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Intel Dedicated GPU Discussion Thread
Quote:Intel is making progress in its development of a new discrete GPU architecture, after its failed attempt with "Larrabee" that ended up as an HPC accelerator; and ancient attempts such as the i740. This comes in the wake of the company's high-profile hiring of Raja Koduri, AMD's former Radeon Technologies Group (RTG) head. The company unveiled slides pointing to the direction in which its GPU development is headed, at the IEEE International Solid-State Circuits Conference (ISSCC) in San Francisco. That direction is essentially scaling up its existing iGPU architecture, and bolstering it with mechanisms to sustain high clock speeds better.
Intel downplays the original story:
Koduri is reportedly working on an Intel dedicated GPU with versions for data centers and gaming, codenamed Arctic Sound:
Intel dedicated GPU rumored to show up at the next CES:
Linus managed to get his hands on an engineering sample of an old Intel Larrabee Knight's Corner dedicated graphics card, but sadly it doesn't work:

Quote:When Intel hired Raja Koduri away from AMD and announced it was working on discrete GPU solutions, it still wasn’t clear exactly when the company would enter the market. Intel CEO Brian Krzanich has told analysts that the company intends to enter the market in 2020 — a slightly faster time frame than Nvidia or AMD may have planned on, and one with potential ramifications for both companies.
Quote:Ryan Shrout, via MarketWatch, broke the news this morning when he reported that Intel CEO Brian Krzanich had told analysts at a private investor event that the discrete GPU would arrive in 2020. Shrout also reported that Navin Shenoy, Intel's executive vice president of the data center group, confirmed that the new discrete GPUs would target both the data center and consumer applications, like gaming and professional development.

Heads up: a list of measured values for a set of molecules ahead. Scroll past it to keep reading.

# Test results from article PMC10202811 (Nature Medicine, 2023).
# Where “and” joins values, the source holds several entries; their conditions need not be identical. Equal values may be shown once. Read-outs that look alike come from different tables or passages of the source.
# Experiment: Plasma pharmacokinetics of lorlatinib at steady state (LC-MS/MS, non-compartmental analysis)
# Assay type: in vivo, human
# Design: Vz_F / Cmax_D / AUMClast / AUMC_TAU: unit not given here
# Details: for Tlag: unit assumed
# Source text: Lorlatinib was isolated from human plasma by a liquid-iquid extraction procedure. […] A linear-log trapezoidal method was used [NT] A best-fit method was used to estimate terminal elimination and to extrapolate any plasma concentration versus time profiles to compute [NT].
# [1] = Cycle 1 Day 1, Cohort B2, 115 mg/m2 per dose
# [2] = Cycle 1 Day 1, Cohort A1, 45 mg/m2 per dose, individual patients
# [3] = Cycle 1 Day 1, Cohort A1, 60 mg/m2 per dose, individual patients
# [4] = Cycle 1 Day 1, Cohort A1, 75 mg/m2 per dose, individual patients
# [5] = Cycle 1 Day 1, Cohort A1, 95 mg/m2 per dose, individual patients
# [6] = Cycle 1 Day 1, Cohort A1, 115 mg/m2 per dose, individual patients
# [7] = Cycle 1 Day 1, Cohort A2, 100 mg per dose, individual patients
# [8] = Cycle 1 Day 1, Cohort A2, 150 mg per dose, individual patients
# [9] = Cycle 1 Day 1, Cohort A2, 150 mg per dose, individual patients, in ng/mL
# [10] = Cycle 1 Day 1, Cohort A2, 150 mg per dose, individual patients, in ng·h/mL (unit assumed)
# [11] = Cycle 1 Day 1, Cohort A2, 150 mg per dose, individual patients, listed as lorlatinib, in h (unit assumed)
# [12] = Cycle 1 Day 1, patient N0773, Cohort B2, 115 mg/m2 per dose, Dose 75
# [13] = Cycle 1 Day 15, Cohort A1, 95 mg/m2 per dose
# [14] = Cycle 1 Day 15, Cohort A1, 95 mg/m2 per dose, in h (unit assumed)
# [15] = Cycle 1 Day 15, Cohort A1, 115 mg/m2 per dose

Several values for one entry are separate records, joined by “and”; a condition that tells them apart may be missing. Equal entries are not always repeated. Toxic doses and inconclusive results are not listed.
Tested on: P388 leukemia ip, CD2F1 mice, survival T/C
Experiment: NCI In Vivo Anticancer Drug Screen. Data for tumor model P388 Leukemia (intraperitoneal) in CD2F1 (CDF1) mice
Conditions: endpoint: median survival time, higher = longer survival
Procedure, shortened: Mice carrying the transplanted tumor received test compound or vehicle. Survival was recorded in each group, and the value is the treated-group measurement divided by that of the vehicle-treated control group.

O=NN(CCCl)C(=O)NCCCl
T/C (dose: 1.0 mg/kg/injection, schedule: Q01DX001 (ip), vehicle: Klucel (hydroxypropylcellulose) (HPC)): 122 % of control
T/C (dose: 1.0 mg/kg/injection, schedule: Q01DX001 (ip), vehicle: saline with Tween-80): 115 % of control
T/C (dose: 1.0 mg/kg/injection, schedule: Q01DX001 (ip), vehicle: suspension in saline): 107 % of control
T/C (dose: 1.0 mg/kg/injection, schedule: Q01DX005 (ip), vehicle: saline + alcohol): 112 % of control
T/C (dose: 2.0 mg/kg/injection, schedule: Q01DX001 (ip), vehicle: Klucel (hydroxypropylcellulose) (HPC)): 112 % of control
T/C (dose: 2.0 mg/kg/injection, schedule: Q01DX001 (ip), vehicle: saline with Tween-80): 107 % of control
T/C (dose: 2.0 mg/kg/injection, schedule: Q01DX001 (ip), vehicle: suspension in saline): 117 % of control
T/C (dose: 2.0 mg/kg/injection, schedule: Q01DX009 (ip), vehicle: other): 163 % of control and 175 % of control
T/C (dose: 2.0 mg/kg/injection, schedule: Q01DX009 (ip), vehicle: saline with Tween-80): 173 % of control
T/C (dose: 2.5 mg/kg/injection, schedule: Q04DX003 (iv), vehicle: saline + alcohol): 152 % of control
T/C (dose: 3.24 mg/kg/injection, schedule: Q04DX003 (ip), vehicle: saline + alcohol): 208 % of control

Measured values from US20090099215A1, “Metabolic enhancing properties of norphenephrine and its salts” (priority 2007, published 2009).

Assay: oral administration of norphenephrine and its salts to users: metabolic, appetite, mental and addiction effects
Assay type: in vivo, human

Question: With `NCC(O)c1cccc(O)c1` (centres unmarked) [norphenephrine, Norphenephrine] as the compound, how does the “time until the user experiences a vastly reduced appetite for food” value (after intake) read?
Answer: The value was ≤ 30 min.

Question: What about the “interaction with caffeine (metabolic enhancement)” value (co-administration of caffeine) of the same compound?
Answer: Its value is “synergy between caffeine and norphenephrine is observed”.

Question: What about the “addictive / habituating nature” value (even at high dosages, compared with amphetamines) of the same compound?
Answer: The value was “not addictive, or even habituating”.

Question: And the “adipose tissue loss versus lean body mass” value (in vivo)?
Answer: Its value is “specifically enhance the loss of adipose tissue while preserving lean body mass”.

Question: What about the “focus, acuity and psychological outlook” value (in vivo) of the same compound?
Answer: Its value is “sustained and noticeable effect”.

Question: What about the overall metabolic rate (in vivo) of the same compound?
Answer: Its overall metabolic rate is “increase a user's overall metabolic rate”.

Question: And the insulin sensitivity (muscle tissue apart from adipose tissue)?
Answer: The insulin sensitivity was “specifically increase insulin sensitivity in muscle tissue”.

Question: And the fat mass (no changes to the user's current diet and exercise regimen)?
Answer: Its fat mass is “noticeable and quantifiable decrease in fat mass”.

Intel tweeted out the announcement confirming the 2020 launch date shortly after that. The company confirmed to us over email that it will offer solutions for both the data center and client markets, meaning graphics cards for desktop PCs, but it would not specify which version will come to market first.
Hopefully it brings the prices of Graphics cards back to Earth.

Only having a Duopoly in any Industry has proven to be bad for consumers with sky high prices.
Elric isn't confident that Intel will succeed:
  • Intel is struggling to reach 10nm
  • He doesn't think that Intel will go for the consumer desktop GPU market

Intel has released its first teaser:
Quote:It seems that now, with their own GPU development underway, Intel has found new love for the GPU-accelerated compute space. The choice of Vulkan is also interesting as the API is available on a wide range of platforms, which could mean that Intel is trying to turn Vulkan into a CUDA killer. Of course there's still a lot of work needed to achieve that goal, since NVIDIA has had almost a decade of head start.

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